‘80s Brown Sound
|‘90s California High Gain
Modern-Day High Gain
What looks like one hundred knobs is actually pretty clear when you take a look, as the six fully independent channels feature identical sets of controls: Master, Treble, Mid, Bass and Gain. Below, you're looking at two channels:
The Master section of the amplifier located to the left of the channel controls contains a set of global controls including: Power On/Off and Standby switch, MIDI Learn button (to store your various settings), master volume control, noise gate On/Off (control on the rear), effects loop On/Off push buttons, Presence, Resonance, and power tube selection push buttons. The status of most of these controls, along with your choice of amp channel, can be saved as MIDI-selectable presets, and the amp even includes a capable MIDI foot controller for those of you without the need for big rigs.
The amp also includes a selectable Boost circuit, which acts just like a boost pedal placed in front of the preamp section of your amp.
Turning to the rear of the amp provides just as much eye candy as the front of the amp (thankfully, fewer controls). The Speaker section contains a familiar assortment of speaker connections for one or two cabinets with various 4, 8 or 16ohm settings.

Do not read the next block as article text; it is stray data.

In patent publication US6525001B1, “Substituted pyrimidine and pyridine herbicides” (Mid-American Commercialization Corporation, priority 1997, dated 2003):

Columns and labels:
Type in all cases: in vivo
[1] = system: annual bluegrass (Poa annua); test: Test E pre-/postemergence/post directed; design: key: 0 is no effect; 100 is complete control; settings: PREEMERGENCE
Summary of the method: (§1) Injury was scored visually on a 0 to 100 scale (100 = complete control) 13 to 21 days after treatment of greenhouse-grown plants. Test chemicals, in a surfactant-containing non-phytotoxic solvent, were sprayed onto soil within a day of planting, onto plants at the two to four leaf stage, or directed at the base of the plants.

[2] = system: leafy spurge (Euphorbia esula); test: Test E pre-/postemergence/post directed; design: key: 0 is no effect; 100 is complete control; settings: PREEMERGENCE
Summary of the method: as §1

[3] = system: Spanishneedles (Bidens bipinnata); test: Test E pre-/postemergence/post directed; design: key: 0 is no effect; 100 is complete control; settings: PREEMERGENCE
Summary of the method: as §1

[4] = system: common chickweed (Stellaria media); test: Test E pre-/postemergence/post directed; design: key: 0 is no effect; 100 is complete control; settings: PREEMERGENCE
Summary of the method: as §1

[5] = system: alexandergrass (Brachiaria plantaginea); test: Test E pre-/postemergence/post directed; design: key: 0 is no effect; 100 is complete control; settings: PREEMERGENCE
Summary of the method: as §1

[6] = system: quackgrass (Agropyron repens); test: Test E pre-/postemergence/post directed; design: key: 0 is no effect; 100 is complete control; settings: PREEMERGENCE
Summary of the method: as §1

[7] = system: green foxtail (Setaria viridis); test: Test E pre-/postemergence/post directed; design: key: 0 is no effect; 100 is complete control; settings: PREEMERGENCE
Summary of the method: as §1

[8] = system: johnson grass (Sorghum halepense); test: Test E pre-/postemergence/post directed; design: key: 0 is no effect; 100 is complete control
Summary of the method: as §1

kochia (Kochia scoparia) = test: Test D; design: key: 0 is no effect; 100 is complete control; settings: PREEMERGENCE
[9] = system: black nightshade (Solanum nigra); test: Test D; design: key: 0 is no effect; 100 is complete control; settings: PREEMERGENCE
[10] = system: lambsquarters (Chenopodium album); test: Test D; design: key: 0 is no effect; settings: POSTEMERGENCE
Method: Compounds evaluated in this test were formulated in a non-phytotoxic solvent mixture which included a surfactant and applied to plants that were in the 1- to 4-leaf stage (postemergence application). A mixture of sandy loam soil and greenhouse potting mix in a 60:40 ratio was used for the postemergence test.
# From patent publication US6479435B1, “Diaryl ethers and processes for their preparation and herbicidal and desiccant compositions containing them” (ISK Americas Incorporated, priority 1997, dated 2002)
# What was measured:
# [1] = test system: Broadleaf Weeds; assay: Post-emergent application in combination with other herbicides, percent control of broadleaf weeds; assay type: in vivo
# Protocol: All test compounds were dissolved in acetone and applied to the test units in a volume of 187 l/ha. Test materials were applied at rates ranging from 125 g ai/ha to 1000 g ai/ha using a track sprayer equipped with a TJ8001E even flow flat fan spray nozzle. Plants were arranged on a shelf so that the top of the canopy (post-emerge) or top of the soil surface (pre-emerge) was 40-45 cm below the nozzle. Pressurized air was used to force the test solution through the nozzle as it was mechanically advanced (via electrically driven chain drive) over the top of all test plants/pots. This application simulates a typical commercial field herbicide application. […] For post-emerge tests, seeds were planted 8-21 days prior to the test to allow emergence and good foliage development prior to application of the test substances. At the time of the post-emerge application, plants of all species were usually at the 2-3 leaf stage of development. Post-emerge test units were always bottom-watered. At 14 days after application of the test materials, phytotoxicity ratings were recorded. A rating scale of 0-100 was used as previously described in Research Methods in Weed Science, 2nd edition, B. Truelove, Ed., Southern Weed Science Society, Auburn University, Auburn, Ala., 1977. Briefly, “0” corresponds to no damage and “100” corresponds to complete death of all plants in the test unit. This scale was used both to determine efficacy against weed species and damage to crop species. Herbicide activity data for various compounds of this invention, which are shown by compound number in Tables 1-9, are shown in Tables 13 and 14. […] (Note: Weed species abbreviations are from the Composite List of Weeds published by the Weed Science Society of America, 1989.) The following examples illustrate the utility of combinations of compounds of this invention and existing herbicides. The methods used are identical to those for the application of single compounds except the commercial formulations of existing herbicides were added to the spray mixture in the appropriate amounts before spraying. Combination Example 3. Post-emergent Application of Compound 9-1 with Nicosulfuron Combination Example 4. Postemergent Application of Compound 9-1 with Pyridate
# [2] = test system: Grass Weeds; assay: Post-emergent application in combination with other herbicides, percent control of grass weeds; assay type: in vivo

Next to the speaker section is the Red Box AE feature, which is the latest generation of Hughes & Kettner’s famous cabinet simulation technology. It includes an XLR connection for direct connection to a PA system or recording interface, and switches to customize the direct sound. Having Red Box technology built directly into the amp is a great benefit as you can send a consistent sound to the front-of-house mix desk at all of your shows without relying upon the haphazard placement of mics in front of your cabinet.
The next feature (most amazing) is the Tube Safety Control (TSC), which provides tube performance monitoring and continuous/automatic biasing. Each power tube has a dedicated LED that indicates the operating condition of the tube, with a simple-to-follow key printed directly above the lights.